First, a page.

Galicia is a part of Spain that is blessed with wonderful nature. It has 1500km of coastline, thousands of square kms of wild forest, and above all mountains. Lots of mountains. And most of them can be climbed by bike. There are some truly great Galician coastal climbs. From north to south, east to west, the region is a cyclist’s paradise. What makes Galicia special, and somewhat unique, is the proximity of these climbs to the beautiful Atlantic coastline. There is nothing better than challenging terrain, and at the same time, a view of the sea.
Great Galician Coastal Climbs
We are very much spoilt for choice for these coastal climbs. In the south of Galicia, the most famous is the north face of Monte Groba. This climb was the site of Nicolas Roche’s famous victory in stage 2 of the 2013 Vuelta. The climb starts in the town of Baiona, and winds through the forest, and across the Serra de Groba. The climb in total is 12km at just over 5%, but don’t let that fool you. This climb hits ramps of 15+% and will test the best legs. The view from the top, looking north up the coat is simply stunning. On a clear day, over 75km. Monte Groba can be climbed from two different sides, from the west via Mougás , or from the south from Oia. Both options are challenging and offer sea views all the way up.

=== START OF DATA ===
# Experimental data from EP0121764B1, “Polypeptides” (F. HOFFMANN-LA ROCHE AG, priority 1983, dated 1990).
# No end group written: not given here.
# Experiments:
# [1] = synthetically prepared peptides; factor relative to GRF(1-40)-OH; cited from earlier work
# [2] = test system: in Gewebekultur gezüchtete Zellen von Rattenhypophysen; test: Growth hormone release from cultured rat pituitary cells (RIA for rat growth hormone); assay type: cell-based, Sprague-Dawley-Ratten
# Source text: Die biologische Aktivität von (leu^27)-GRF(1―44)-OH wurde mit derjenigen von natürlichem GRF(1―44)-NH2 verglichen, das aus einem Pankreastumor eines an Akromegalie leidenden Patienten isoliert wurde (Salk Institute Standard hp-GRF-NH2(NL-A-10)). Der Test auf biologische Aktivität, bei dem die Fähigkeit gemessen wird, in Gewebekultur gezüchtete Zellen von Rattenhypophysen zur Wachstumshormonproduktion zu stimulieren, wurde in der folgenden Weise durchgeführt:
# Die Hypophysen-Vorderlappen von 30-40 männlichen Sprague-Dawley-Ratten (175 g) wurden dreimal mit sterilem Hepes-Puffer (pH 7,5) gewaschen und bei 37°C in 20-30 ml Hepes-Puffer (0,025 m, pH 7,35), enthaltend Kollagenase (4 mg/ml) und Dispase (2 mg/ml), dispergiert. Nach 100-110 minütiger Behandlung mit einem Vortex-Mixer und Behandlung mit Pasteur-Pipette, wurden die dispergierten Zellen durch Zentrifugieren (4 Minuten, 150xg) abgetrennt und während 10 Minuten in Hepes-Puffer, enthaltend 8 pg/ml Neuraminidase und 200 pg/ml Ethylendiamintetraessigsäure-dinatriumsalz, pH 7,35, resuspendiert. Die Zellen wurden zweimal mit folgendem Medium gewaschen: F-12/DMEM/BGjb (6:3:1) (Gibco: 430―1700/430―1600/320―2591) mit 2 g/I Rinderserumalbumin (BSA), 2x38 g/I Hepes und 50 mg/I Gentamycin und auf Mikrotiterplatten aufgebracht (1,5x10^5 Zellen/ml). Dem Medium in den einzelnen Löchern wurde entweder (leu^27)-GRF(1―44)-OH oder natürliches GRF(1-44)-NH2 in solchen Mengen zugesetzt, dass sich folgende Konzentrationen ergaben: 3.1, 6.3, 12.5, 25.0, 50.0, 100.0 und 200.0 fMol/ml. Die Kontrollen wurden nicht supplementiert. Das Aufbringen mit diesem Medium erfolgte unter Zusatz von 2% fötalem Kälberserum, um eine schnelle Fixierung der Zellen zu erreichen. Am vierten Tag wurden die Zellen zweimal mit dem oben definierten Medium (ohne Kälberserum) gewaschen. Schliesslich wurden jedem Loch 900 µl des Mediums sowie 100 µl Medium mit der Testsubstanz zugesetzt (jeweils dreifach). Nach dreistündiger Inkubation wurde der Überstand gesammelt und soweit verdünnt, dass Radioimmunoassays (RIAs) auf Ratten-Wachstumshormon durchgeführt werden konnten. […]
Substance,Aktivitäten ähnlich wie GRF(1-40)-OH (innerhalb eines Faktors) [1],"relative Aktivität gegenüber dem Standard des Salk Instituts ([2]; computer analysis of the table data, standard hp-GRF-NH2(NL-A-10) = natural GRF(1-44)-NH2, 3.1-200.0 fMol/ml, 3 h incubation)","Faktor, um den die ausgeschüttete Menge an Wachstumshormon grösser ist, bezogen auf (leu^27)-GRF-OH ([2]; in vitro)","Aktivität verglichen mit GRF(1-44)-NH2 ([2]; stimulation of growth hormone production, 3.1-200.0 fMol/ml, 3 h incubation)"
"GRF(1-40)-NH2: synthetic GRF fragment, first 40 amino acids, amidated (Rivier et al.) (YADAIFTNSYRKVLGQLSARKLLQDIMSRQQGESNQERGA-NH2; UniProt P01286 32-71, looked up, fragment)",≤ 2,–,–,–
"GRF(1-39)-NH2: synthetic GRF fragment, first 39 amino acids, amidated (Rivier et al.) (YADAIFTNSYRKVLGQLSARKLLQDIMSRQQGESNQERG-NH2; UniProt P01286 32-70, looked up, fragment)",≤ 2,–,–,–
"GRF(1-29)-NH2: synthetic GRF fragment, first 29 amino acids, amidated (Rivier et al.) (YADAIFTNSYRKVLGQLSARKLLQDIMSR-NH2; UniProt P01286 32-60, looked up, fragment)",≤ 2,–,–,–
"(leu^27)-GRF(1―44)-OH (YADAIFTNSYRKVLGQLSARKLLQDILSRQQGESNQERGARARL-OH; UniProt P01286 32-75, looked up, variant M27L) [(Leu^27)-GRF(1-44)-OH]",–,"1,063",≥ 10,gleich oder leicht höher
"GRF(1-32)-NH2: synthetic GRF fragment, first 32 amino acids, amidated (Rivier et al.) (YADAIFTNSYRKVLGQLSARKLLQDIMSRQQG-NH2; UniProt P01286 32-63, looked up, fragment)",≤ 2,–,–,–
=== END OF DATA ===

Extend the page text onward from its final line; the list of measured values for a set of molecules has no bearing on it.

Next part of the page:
Climb of Monte Santa Trega
The mythical mountain of Monte Santa Trega is right up there on any list of great Galician coastal climbs. The famous peak situated on the south western tip of Galicia is beautiful. It has a deep historical and cultural value to the region, with its celtic links. It is short and steep, at just 3km long, but with an average gradient of 8.3%, it never relents. The beauty of the climb, is the view changes from the ocean, to the river Miño , and back to the ocean. The road winds its way up on both sides of this pyramid type mountain. At the top, at 260m above sea level, you can see the latest sunset anywhere in Europe. It has to be seen to be believed. It really is a must for any cycling holiday in Spain.